Transitional Hairstyles Dominate Spring Fashion
Winter's edge hasn't quite worn off yet, but hope has been reborn in a contrasting, hard and soft, transitional style that is reigning on spring 2013's runways.
Hair, makeup and skin are taking fashion's lead on the runways, following designers' use of mixing hard lines with soft large prints or hard textures with soft cuts in their clothes.
It is definitely a reflection of the times we've been through with the economic downturn and the anticipation of rebirth and growth. These influences have culminated in what celebrity stylist Jenny Oxier, who is better known as Jenny O, called a "soft and hard" look during a transitional phase in attitudes and time.
"The style right now [is] contrast," said Oxier, who with business partner Tanya Martini own Reno's number one beauty salon A Salon 7. "[People] want to see contrast, whether it's in your face or in your hair or in your clothes."
Martini agreed with Oxier, "a lot of times with hair it goes back to clothing fashion."
She pointed out that in fashion colors are appearing in block prints, and business clothes are giving way to baggier pants and shirts that are tighter or belled out at the stomach. This fashion is reflected in the hair styles, what she calls "wearable hair," that are trending right now, Martini said.
Women are letting their hair grow and styling it by pulling it up into a tight, high ponytail, but then creating a "messy" bun that looks like "cotton candy" on top of the head or pulling it back in undone braids. Women who love their bobs are beginning to grow them out of their severe a-line shape into an elongated polished shoulder length or softer geometrical shape and shaving them underneath, said Oxier and Lisa Telepman, owner of Say Lula Salon, in San Diego, Calif.
Oxier, a 35-year-old queer woman is a makeup expert and stylist who has styled celebrities and elected officials as well as Reno and San Diego’s LGBT community for more than a decade. She alternates styling at the nearly decade old A Salon 7 and Say Lula Salon.
Marini, a 30-year old lesbian stylist who has been Oxier’s styling partner in crime for eight years, agreed. She described the incoming hair styles as more "wearable" and "very organic-based" with loose waves and easy for any girl to follow.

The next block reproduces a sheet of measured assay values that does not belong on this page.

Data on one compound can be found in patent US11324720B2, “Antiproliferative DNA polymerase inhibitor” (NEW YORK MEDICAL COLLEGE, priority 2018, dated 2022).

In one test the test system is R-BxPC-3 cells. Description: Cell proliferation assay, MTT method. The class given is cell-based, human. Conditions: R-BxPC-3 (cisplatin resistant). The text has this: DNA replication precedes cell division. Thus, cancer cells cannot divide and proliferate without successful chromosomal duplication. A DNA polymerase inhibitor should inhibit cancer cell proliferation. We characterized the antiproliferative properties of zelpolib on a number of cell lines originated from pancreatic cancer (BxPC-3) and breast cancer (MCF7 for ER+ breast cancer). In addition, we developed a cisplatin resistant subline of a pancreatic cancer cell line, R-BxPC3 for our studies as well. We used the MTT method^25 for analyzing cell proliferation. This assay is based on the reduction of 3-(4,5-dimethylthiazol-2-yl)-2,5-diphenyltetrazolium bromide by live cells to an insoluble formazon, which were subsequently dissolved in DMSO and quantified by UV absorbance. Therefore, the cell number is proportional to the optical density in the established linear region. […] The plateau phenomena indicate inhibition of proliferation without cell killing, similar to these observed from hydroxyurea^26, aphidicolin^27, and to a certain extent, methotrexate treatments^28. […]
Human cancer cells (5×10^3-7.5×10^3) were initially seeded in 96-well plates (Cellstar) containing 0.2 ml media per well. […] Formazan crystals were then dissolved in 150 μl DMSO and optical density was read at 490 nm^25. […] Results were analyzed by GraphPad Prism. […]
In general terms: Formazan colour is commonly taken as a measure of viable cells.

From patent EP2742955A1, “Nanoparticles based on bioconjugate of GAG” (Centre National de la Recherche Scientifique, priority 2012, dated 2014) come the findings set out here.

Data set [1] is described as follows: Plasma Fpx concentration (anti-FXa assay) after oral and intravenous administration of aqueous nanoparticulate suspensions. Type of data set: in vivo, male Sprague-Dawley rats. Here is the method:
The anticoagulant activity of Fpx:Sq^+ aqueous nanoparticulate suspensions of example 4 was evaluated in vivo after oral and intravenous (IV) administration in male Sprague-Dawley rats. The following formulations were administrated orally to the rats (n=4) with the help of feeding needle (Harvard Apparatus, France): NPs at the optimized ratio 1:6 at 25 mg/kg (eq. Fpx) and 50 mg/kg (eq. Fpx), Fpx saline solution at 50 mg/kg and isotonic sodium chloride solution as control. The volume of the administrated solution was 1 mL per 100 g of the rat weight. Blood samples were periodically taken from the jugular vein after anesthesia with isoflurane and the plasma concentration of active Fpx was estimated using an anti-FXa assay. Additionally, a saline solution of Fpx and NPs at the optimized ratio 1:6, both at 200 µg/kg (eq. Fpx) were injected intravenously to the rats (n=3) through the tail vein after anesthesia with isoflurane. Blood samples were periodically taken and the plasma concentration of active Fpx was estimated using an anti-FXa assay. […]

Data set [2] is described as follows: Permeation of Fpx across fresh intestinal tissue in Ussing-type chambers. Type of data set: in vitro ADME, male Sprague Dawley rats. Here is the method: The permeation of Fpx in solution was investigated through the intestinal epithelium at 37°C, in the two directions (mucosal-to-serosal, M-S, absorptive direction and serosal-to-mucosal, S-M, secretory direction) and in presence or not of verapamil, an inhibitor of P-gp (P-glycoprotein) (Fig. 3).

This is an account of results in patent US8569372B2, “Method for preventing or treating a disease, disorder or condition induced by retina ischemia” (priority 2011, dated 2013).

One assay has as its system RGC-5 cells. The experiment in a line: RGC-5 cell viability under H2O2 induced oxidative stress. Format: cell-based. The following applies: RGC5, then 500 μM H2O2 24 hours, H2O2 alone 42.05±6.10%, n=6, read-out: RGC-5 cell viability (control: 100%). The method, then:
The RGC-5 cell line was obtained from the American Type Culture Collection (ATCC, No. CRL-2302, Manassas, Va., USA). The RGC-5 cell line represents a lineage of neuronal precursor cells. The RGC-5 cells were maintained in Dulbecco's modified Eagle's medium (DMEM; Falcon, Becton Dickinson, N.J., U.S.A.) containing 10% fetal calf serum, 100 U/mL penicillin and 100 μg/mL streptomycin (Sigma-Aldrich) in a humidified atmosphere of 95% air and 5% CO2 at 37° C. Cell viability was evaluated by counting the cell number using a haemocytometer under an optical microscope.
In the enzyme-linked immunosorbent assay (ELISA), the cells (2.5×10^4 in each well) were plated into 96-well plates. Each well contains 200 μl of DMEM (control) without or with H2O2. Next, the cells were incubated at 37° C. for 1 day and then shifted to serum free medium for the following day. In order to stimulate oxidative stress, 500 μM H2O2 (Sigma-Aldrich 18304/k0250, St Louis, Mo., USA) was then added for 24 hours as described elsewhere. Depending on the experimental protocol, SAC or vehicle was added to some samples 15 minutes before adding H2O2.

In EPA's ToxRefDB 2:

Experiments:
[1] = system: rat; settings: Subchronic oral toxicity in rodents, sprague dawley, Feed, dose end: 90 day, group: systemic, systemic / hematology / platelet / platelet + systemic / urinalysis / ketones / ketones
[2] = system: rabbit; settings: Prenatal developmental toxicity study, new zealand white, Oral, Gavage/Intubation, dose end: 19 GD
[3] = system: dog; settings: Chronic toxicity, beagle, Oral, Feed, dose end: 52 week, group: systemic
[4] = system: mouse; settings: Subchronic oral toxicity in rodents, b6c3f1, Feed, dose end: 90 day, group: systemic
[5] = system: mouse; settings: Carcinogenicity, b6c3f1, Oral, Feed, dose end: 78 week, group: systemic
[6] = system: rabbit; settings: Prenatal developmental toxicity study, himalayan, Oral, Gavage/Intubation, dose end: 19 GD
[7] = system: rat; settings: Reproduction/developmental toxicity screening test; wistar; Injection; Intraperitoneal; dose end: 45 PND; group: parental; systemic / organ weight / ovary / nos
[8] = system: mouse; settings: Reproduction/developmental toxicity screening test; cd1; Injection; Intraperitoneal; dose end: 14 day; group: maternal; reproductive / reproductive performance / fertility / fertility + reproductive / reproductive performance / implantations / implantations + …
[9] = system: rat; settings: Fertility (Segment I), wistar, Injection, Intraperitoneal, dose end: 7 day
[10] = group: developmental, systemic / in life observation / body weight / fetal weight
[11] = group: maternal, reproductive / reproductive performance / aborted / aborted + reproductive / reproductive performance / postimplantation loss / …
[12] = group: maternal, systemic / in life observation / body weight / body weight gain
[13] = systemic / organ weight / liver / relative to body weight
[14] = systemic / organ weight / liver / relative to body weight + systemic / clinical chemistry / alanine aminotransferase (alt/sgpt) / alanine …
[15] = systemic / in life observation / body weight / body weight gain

Men and butch women are letting loose by not keeping such a clean cut look as their locks get more surfer-bum-like than corporate on top while keeping sides clean and short. Facial hair is making a big comeback, but remains tame trimmed in a "polished and tailored" style, said Oxier.
Telepman, a 42-year old lesbian stylist, added that a punkier look and style is returning and color is making a big splash such as pinks and blues for stripes and tips on lighter hair.
Marini is seeing a different movement toward "very pretty and warm hair," she said, with coloring leaning toward warmer blonds and richer and deeper reds coming back into fashion.
Those looking for a change in their hairstyle or simply to pep up their look for the new season can easily take unsculpted looks from the runway and make them their own, said Martini and Oxier.
To revive your personal style:
1. Do your homework: Look at magazines and select only four photos of people who look similar to you for style reboot ideas to take to a stylist
2. Find a stylist: Look them up, check out reviews online and schedule a brief consultation before taking the leap
3. Baby steps: Not ready for a drastic makeover? Consider subtler changes by going Michelle Obama style by adding bangs or layers
4. New mantra: "Change is good."
"Change is good. There is nothing to fear about change," said Oxier.